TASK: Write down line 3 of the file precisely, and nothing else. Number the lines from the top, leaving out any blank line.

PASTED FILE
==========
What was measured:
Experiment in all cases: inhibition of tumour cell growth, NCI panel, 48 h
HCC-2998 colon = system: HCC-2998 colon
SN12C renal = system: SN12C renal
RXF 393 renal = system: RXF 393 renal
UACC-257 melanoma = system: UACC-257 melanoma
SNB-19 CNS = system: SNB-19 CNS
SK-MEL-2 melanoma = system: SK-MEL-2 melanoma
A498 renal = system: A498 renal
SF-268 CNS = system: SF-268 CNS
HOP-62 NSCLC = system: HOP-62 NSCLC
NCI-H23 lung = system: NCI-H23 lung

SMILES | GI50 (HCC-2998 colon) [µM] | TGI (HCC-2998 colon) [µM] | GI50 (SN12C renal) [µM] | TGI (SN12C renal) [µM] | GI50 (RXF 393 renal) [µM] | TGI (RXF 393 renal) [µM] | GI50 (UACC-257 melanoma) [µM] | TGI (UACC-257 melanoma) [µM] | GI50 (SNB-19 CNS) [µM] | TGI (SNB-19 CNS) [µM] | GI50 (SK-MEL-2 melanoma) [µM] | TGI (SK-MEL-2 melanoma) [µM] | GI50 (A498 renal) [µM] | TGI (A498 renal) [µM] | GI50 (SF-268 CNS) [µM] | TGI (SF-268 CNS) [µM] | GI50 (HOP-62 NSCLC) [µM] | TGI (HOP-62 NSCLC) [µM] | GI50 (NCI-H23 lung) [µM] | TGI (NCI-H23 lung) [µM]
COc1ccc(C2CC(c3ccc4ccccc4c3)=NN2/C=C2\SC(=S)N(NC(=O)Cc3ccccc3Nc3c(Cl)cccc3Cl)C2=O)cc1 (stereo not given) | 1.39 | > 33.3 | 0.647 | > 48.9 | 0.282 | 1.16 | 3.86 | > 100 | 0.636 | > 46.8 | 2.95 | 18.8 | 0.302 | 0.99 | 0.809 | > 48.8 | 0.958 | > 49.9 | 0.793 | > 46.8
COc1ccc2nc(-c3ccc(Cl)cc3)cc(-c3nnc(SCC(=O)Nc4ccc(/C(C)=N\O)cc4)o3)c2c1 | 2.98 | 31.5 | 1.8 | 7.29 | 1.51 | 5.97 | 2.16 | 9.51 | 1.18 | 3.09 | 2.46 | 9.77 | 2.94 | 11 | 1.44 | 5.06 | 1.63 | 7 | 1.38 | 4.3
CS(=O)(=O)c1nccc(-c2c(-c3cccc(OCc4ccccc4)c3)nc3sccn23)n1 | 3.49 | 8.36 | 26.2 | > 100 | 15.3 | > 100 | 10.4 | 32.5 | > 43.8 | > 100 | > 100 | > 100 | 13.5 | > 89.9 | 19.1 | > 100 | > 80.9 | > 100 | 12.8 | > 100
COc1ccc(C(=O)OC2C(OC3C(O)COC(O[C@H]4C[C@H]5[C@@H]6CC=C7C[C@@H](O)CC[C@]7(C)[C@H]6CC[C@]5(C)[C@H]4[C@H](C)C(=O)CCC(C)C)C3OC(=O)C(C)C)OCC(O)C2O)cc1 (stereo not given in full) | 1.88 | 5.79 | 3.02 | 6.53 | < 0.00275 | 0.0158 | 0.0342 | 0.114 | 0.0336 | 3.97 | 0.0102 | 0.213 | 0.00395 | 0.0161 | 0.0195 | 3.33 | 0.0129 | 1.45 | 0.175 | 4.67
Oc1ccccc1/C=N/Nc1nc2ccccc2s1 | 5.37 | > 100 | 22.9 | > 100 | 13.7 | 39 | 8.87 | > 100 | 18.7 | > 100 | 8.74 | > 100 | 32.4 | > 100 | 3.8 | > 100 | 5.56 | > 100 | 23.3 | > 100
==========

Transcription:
HCC-2998 colon = system: HCC-2998 colon